Have a Great Business Idea? Do These 5 Things Next
Well, that’s all dandy, but what are you supposed to do now? The idea of diving into a business venture can seem kind of like taking that first leap into an unknown pool. You really can’t prepare for what to expect. It might be cold, it could be uncomfortable at first, but you’ll either learn to swim or sink trying.
Thankfully, many people have jumped in before you.
1. Always get everything in writing
You’ve probably had someone close to you give you this very advice. Get everything in writing! Likely, this person learned this lesson the hard way after not doing so themselves. So heed their wise advice, and don’t screw yourself.
Many entrepreneurs can attest to this; once ideas start flowing, they usually come in tidal waves. This makes it easy to let your brilliant ideas details slip through the cracks. Do yourself a favour, and keep notes on your phone, laptop or some of that primitive paper stuff. Develop a system to make sure you don’t let your golden ideas become the victim of forgetfulness.
Once you’ve compiled all your rough ideas, you need to narrow these down to a core, bare-bones business concept. Try to keep this as simple as possible.
Take a couple of pages to answer these basic questions:
- In a sentence, what is my idea?
- Why is it a business?
- Who is my market?
- What pain points am I solving?
- How is it going to make money?
*Having the answers to these questions will come in handy, especially when it comes time to put together a business plan.
2. See what’s already out there
Your idea will probably go through stages of evolution. During your research, your idea may morph based on your findings. You’re going to want to be observant of the current ecosystem of your niche. So, get on Google and start doing some digging.
Keep these questions in the back of your mind while researching:
- Is there really a market for my idea?
- Would I buy my idea?
- Does my idea already exist? If so, how can I do it differently?
- What are my options to move forward? (funding, accelerators, incubators)
Once you’ve convinced yourself the idea is valid, bounce it off some other people.
3. Ask people you trust for advice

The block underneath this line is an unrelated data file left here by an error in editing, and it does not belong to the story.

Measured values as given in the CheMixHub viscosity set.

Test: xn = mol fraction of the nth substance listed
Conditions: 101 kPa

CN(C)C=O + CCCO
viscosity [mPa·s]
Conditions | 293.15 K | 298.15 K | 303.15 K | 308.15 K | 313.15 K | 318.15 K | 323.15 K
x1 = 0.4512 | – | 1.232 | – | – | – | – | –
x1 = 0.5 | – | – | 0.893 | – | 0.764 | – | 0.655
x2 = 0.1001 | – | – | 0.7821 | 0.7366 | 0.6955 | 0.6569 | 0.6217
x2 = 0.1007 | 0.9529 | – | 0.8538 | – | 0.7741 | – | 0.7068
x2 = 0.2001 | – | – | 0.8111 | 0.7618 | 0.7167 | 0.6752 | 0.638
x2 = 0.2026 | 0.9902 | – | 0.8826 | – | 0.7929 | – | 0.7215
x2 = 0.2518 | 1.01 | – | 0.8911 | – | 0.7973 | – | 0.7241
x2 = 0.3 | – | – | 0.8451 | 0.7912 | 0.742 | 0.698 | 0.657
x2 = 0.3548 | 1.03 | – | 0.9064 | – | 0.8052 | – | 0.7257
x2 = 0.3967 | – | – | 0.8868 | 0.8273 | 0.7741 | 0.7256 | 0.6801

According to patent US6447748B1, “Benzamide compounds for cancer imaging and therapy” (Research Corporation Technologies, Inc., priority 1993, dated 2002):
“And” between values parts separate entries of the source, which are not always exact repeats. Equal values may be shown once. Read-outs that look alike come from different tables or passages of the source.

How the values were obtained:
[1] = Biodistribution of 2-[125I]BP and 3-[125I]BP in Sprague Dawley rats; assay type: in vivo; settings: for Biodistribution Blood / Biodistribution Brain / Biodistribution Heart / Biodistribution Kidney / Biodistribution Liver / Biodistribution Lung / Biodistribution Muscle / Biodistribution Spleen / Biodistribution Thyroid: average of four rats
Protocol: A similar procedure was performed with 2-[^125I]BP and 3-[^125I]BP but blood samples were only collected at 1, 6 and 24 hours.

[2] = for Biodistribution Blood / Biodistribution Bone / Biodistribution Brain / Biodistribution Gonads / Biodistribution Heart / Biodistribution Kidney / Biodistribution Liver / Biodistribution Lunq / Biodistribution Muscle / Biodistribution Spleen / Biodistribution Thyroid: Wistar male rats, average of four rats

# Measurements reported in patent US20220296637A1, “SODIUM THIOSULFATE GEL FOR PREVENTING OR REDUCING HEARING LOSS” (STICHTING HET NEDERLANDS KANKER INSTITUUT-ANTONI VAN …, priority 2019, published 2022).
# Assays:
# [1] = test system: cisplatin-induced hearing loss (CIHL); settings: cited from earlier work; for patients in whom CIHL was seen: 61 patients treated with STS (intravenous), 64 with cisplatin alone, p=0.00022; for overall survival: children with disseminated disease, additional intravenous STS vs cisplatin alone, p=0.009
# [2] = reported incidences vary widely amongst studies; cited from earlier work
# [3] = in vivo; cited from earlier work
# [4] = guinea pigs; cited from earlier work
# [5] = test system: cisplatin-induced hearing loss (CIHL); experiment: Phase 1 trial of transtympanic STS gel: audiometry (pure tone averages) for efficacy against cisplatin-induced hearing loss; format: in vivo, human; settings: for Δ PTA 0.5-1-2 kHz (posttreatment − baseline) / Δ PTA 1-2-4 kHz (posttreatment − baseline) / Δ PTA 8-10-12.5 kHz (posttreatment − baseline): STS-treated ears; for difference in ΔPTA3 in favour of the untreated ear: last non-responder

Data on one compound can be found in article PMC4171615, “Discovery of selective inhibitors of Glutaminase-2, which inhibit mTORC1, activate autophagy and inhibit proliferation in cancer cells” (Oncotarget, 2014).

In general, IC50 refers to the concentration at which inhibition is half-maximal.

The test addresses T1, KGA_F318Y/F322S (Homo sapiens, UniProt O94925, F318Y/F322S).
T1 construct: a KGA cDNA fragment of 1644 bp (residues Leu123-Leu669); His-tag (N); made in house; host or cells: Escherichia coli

Sometimes you need to lose the ego and just ask. This doesn’t mean you should tell everyone you’ve ever met about it, but ask the opinions of people you trust. Family, friends, and fellow entrepreneurs are all good resources for honest opinions.
They’re not necessarily going to be experts, but they’re still potential customers who’ll need to be convinced to spend their money on your product. So, take notes and consider the feedback you receive.
“Don’t solicit feedback on your product, idea or your business just for validation purposes. You want to tell the people who can help move your idea forward, but if you’re just looking to your friend, co-worker, husband or wife for validation, be careful. It can stop a lot of multimillion-dollar ideas in their tracks in the beginning. “
-Sara Blakely, Founder of Spanx
However, be careful to idea validation from people who will be honest about it. Avoid asking “yes men (or women)”, who are just going to tell you what you want to hear. If you just want someone to pat you on the back, then your business isn’t likely going to be around very long. Listen to the people who are going to tell you what you need to hear and follow your gut when it trumps advice.
4. Don’t quit your day job just yet
Consider sleeping on the idea. Is this something you are truly passionate about? It’s easy to become blinded by the glamourous idea of working on a startup. In reality, this project is about to become something that takes up a lot of your time. It’s like having a baby. It needs to be nurtured, but when it’s something you love, you can take pride in the hard work it takes.
It’s also no secret that most startups fail. Tech startups carry about a 90% failure rate to be exact. This usually happens because the work vs. reward just isn’t worth it.
“Without passion, any rational person would give up” -Steve Jobs
There is also a huge misconception that early founders must drop everything and pursue their venture. You still have bills to pay, and unless your idea is so ground-breaking you won’t have investor options until you have a viable product. Take the advice of Kyle Racki, Founder of Proposify and just “stoke the fires on the side. ” Consider just working on your project during evenings and weekends until you have something close to an MVP (Minimum Viable Product.)
5. Start Planning!
So, you’ve weighed the pros and cons, the strengths and weaknesses and even the opportunities and obstacles… and you’ve decided to go for it. Congratulations!
What do you now? Well, it’s time to break out the phone, laptop or paper again. Now, the real grind begins. Your concept has taken a bit more shape, and you need a roadmap to guide you. Stay tuned for the next installment of The Founder Playbook for the next steps!